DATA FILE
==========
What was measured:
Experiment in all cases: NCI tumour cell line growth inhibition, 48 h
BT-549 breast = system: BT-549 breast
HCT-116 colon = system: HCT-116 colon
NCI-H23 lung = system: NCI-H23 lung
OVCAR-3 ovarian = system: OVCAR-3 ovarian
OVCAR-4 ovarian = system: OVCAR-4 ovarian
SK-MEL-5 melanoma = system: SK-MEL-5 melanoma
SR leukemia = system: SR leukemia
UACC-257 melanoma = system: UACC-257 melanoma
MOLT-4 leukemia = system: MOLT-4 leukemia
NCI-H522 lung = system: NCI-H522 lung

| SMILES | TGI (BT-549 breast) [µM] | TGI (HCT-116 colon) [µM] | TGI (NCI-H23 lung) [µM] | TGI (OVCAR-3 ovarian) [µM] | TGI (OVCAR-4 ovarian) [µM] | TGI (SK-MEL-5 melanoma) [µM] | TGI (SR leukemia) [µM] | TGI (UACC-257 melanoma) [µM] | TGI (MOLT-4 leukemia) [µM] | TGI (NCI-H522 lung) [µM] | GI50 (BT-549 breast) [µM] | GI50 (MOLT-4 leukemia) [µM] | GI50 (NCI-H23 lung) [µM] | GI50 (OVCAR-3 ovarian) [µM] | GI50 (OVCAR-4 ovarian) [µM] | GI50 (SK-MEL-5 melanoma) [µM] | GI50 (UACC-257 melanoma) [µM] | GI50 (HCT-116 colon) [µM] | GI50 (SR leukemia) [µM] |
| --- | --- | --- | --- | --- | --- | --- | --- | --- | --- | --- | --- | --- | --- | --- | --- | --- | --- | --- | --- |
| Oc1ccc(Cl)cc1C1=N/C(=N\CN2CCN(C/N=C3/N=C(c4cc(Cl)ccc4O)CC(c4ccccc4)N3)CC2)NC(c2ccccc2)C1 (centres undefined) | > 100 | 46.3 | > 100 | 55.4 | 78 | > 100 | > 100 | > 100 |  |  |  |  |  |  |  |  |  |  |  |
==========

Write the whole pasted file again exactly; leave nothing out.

What was measured:
Experiment in all cases: NCI tumour cell line growth inhibition, 48 h
BT-549 breast = system: BT-549 breast
HCT-116 colon = system: HCT-116 colon
NCI-H23 lung = system: NCI-H23 lung
OVCAR-3 ovarian = system: OVCAR-3 ovarian
OVCAR-4 ovarian = system: OVCAR-4 ovarian
SK-MEL-5 melanoma = system: SK-MEL-5 melanoma
SR leukemia = system: SR leukemia
UACC-257 melanoma = system: UACC-257 melanoma
MOLT-4 leukemia = system: MOLT-4 leukemia
NCI-H522 lung = system: NCI-H522 lung

| SMILES | TGI (BT-549 breast) [µM] | TGI (HCT-116 colon) [µM] | TGI (NCI-H23 lung) [µM] | TGI (OVCAR-3 ovarian) [µM] | TGI (OVCAR-4 ovarian) [µM] | TGI (SK-MEL-5 melanoma) [µM] | TGI (SR leukemia) [µM] | TGI (UACC-257 melanoma) [µM] | TGI (MOLT-4 leukemia) [µM] | TGI (NCI-H522 lung) [µM] | GI50 (BT-549 breast) [µM] | GI50 (MOLT-4 leukemia) [µM] | GI50 (NCI-H23 lung) [µM] | GI50 (OVCAR-3 ovarian) [µM] | GI50 (OVCAR-4 ovarian) [µM] | GI50 (SK-MEL-5 melanoma) [µM] | GI50 (UACC-257 melanoma) [µM] | GI50 (HCT-116 colon) [µM] | GI50 (SR leukemia) [µM] |
| --- | --- | --- | --- | --- | --- | --- | --- | --- | --- | --- | --- | --- | --- | --- | --- | --- | --- | --- | --- |
| Oc1ccc(Cl)cc1C1=N/C(=N\CN2CCN(C/N=C3/N=C(c4cc(Cl)ccc4O)CC(c4ccccc4)N3)CC2)NC(c2ccccc2)C1 (centres undefined) | > 100 | 46.3 | > 100 | 55.4 | 78 | > 100 | > 100 | > 100 |  |  |  |  |  |  |  |  |  |  |  |